My Director at the time thought I was unfocused, and yet every project I was given was done on time despite my wanderings outside the building or over to other departments. He wasn’t wrong, he just wasn’t right, and in retrospect I think he wrote that to pacify upper management. Either way, I didn’t really care, but saying that was a great way to make sure I got a crappy raise.  I ended up getting a crappy raise anyway, but in a way that was my fault for not negotiating harder.

What had happened was pretty straightforward. The company had some complex software systems, and when I started the then most senior software engineer was on his last week. I learned as much about the systems as I could over that week, trailing him, getting to understand the big picture of the spaghetti code that interns had written. The few with true specialized knowledge held onto it as their job security.

I learned a lot in that week, but not enough. Nobody who was interested in solving the problems actually knew anything, nothing was documented, and so I began writing things down as I had been taught as a young Software Engineer at Honeywell. Some of it was accused of being wrong by those whose job security was threatened, and my response was that they should fix the Wiki. They never did, of course.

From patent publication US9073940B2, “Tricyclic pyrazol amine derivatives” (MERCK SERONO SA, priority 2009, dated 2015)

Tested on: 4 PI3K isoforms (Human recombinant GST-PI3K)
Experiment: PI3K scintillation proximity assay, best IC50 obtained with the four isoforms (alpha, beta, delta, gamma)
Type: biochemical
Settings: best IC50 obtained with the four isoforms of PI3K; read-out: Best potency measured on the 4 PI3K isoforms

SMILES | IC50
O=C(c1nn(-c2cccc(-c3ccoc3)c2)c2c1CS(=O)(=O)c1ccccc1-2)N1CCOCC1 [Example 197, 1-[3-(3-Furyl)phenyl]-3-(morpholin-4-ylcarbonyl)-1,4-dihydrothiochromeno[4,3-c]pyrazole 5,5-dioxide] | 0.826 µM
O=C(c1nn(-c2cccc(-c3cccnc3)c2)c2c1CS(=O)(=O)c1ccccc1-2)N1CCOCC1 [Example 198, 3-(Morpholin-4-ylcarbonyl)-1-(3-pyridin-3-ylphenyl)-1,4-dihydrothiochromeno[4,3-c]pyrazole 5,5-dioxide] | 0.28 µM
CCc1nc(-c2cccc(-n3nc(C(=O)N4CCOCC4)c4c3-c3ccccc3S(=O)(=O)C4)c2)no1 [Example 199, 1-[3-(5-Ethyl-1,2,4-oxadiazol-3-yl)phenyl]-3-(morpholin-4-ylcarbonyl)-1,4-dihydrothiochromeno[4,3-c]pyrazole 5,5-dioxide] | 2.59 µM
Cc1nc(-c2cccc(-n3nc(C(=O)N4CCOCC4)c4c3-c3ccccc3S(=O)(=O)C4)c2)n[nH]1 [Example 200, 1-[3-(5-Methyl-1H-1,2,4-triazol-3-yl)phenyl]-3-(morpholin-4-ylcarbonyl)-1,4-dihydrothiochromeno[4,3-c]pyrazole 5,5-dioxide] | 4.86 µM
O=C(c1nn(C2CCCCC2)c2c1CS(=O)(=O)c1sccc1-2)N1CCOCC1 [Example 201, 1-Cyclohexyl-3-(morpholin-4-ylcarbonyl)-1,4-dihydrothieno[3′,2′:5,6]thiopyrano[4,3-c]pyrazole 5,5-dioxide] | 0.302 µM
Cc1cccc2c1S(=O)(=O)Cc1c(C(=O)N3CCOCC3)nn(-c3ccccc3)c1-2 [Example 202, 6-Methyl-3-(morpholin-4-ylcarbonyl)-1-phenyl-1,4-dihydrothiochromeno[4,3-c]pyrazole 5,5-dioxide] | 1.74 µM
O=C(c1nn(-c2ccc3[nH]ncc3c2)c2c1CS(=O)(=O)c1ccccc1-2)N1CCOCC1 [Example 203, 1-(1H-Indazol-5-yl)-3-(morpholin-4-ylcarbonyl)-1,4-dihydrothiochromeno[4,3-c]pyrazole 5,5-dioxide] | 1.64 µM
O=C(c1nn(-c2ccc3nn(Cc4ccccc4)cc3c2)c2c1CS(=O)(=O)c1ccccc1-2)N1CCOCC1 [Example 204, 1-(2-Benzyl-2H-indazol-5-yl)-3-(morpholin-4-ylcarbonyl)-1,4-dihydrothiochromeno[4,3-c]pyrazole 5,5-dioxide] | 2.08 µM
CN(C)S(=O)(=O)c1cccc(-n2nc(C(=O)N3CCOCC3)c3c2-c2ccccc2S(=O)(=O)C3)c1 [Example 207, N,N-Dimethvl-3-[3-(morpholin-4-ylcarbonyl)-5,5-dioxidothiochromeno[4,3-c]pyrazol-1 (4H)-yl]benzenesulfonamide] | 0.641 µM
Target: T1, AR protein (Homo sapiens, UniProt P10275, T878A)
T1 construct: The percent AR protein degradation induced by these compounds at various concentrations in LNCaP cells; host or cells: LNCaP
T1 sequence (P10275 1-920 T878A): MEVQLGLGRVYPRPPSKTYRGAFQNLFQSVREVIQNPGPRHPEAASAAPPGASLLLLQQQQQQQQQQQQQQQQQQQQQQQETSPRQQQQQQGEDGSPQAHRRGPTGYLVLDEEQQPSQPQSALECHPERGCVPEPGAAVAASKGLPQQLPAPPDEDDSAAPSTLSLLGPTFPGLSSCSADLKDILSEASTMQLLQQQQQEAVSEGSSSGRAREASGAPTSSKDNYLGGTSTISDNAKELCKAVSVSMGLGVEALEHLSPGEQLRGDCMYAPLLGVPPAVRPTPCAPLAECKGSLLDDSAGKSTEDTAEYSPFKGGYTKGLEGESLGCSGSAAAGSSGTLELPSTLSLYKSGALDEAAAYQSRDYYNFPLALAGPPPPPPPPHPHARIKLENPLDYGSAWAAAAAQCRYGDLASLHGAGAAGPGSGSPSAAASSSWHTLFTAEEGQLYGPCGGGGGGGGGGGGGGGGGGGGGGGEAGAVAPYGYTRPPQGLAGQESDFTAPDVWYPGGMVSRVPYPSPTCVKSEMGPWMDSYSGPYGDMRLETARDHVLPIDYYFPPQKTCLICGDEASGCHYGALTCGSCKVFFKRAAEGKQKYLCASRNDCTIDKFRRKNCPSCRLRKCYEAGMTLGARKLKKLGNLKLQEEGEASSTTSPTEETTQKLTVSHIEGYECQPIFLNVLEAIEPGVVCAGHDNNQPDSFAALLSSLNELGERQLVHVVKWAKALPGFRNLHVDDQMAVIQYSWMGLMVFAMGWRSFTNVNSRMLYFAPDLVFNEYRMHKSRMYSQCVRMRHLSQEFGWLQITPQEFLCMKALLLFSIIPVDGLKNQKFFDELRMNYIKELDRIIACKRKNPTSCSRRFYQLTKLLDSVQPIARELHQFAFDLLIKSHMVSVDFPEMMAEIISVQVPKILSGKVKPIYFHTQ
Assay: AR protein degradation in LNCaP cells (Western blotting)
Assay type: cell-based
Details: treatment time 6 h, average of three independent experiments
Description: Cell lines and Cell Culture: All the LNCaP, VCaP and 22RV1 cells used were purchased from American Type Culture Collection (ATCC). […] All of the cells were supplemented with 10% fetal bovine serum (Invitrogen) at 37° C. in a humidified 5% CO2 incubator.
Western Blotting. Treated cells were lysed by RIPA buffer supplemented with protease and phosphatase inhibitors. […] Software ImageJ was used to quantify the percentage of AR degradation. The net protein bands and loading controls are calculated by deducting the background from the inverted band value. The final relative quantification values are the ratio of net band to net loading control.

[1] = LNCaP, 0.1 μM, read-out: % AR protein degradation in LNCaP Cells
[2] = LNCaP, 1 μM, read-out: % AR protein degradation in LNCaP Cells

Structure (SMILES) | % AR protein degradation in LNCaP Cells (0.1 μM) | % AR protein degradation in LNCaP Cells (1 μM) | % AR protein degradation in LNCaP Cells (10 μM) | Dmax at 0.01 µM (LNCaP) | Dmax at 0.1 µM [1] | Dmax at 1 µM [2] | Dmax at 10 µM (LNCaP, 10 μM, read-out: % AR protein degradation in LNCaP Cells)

Things changed within the company, part politics, partly near revolt in the Software Department (another article there!), and so structures that were once fluid became siloed. This isn’t as much of an issue as people might think if people actually document what they do appropriately, and it’s shared with the department overall – so there were problems that arose because the software complexity, and entropy, had gotten to critical mass – and problems arose that required someone to be outside of the silos.

At around that time, I was asked to a meeting about some issues and I stayed quiet the entire time. One of the company’s officers asked me to stay after the meeting, and my Director was there too. He asked me, “Why didn’t you say anything?”

So I explained to him that since everyone was off doing their own things, and that I had no insight into how things were actually changing in the software across multiple teams, I felt blinded. Where once I had a working knowledge of the systems, I no longer had it because I wasn’t able to see what was changing, and how it would affect the systems on a larger level.

There was a silence. Nothing changed. And after a few system screwups that brought the entire system down, caused by undocumented and sometimes ill advised changes in the code by people, including myself (mine were documented)… I gave up.